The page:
Watch Us Show You How A Subwoofer Gives You the Full Picture

by Mike Vale, KEF America eCommerce Web Coordinator

Sometimes it’s impossible to know if you’re missing something—after all, how would you know if it’s not there? Often, when talking to KEF customers about their setups, I’ll get asked whether I think they need a subwoofer. I think the question really centers on the idea that there may not be much you miss without one—maybe a fair point if you only listen to wind quartets, but I think the root of the question misses the mark. Because what happens when one of those musicians uses the contrabassoon and dips just below 30Hz? While there may not be a majority of music that relies mostly on the lowest of the lows, those frequencies are still present in so much of what you hear. When it comes to certain genres like Hip Hop and Electronica it is unquestionably important, and as far as movie soundtracks and effects, sub-bass is integral to the enjoyment of the film: When you miss out on those moments you’re just not getting the complete experience.

What if we considered the lowest audible frequencies, just a little less than the lowest fifth of the range of human hearing (those reproduced by your subwoofers), and compared them to the lowest frequencies of visible light (those which correspond to the reds in the rainbow)? Red light has frequencies of around 405-480THz, (that’s in Terahertz by the way, so we’re talking about 405 to 480 trillion cycles per second). Let’s not get too bogged down in the deep technical details but just think about seeing a representation of how a complete cut off of the lowest frequencies changes what you see.

To give you an idea of what you might be missing when it comes to the lowest frequencies, we’ll use a few visual examples to represent your soundtracks. 

Here we have the Hireling Shepherd by William Holman Hunt from 1851. This painting, much like your soundtrack, aims to tell a story—in this case, a young shepherd provides a little too much attention to a young lady while ignoring his flock. While a lack of a single color doesn’t change the overall story, it does affect how we view the piece emotionally. The red dress, the rosy cheeks, even the slight pops of color from the flowers in the field behind them (which should intentionally draw your eye to the sheep wandering near the ditch)--these are all functional elements and emotional cues of the story unfolding.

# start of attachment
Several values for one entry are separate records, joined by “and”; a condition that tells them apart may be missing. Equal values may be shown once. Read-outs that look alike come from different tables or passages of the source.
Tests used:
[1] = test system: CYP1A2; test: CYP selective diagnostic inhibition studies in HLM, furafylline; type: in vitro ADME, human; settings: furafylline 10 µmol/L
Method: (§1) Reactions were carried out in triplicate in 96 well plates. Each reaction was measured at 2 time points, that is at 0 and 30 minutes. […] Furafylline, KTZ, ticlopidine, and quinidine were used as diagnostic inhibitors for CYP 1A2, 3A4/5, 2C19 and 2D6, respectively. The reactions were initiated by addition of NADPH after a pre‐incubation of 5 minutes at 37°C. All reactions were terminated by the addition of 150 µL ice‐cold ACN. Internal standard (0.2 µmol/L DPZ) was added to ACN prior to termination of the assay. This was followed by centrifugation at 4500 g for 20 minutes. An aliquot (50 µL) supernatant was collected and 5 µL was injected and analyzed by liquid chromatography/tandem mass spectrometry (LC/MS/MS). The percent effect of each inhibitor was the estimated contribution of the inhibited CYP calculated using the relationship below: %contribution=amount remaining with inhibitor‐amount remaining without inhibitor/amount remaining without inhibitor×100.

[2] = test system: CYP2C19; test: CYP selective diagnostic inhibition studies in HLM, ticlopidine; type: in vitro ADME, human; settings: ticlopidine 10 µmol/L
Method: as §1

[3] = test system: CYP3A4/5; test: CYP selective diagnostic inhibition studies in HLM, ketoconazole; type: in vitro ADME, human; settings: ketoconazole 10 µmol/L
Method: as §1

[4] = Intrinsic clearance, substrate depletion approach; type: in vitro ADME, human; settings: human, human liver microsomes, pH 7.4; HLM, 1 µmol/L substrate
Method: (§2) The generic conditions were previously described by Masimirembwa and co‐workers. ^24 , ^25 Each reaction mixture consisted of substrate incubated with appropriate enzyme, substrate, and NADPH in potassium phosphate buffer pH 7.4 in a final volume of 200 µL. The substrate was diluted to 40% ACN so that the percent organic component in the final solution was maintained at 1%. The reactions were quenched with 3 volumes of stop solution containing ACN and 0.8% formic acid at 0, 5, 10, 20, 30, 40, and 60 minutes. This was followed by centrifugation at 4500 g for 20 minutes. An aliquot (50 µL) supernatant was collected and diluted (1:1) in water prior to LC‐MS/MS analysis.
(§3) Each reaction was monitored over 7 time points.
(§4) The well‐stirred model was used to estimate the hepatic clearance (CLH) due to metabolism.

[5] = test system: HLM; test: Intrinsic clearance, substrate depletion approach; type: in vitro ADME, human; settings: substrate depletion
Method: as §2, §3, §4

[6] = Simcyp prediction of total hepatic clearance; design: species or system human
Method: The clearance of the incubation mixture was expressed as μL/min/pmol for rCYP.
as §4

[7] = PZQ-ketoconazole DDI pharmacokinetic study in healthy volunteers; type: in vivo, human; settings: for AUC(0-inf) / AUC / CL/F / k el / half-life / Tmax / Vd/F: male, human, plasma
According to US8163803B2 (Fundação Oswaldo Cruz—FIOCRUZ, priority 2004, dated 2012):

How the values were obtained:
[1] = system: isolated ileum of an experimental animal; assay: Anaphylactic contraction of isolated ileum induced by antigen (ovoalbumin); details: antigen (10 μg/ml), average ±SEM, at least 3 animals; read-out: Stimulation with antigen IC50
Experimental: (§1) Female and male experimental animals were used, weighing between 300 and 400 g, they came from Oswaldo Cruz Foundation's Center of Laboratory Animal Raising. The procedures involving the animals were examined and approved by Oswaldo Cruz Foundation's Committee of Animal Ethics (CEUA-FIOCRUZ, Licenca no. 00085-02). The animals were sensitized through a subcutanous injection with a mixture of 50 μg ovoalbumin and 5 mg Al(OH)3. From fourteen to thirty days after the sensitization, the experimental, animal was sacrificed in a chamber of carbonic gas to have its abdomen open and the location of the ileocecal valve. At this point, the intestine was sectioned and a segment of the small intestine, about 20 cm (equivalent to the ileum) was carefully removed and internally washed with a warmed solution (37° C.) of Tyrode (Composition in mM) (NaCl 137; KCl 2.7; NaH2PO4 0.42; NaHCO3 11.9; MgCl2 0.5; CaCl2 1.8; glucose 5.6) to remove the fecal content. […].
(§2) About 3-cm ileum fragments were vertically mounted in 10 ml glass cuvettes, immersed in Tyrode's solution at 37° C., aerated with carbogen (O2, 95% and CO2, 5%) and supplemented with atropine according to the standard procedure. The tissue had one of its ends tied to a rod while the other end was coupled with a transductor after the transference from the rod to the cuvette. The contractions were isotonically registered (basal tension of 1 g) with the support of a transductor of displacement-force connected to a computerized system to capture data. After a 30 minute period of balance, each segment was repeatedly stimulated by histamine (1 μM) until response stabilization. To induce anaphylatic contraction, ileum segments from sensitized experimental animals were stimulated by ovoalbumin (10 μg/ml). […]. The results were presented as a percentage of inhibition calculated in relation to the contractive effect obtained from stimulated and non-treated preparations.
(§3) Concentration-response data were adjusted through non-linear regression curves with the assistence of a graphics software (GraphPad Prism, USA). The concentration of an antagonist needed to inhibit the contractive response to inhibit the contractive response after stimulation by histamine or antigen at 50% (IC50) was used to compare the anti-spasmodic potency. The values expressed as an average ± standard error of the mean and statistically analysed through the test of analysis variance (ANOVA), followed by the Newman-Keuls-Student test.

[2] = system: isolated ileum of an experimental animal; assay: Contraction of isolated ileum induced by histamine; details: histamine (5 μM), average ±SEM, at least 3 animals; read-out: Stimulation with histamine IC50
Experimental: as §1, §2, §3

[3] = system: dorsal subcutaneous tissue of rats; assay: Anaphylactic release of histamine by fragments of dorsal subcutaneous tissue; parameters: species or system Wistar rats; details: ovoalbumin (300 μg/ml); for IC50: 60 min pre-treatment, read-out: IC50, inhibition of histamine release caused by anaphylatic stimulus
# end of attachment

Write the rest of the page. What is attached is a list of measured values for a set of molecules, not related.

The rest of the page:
Now look at the same painting with the red removed. Red is also a primary color so its absence affects color way beyond what we think of as red. This can also apply to sound energy and low bass.

Similarly, the lack of frequencies made by a subwoofer also changes the story in your soundtrack. Maybe not to the extent that prevents you from understanding what you are seeing on screen—but certainly it doesn’t give you the complete reaction the artist intended. Now think of all the low frequency effects added to an album like Pink Floyd’s The Wall, or the cannon fire in a performance of Tchaikovsky’s Overture 1812, Op. 49. You’ll get the higher octave notes and sounds, but will it give you the same feeling a more well-rounded presentation of the bass provides?

Pollice Verso, by Jean-Léon Gérôme, was painted in 1872. This painting is notable for reportedly being the inspiration for Ridley Scott's Gladiator.  Again, a lack of red won’t change the overall story, but it does a lot for the piece. There’s the undeniable emphasis the red blood in the sand provides. It also draws the eye to the all-important emperor, and it makes a heavy contrast against the white-clad vestal virgins who are giving disapproving thumbs down in the stands above the gladiator. 

Contrast is important visually just as it is in music and the sound design of a good film. Radiohead’s “Nude” from In Rainbows is a good example, where Colin Greenwood’s bass dips deep into subwoofer territory just as Thom Yorke’s falsetto reaches in the opposite direction.

Think of a repeated theme or motif in a piece of music where the low frequency grounds the piece, like something as simple as the persistent, deep thud of Bill Bruford's kickdrum on Yes’s Close to the Edge, where all the other parts of the songs are layered and complicated. How about the double bass that anchors the otherwise lofty “Good Vibrations” by the Beach Boys?

The takeaway here should be that your subwoofer isn’t necessarily there to accentuate low frequencies so much as to make sure you’re hearing everything you should hear. You may want to ask yourself what you might be missing.

Whatever your soundtrack, a KEF subwoofer will help you get the full emotion, full intention, and ultimately, the full picture.

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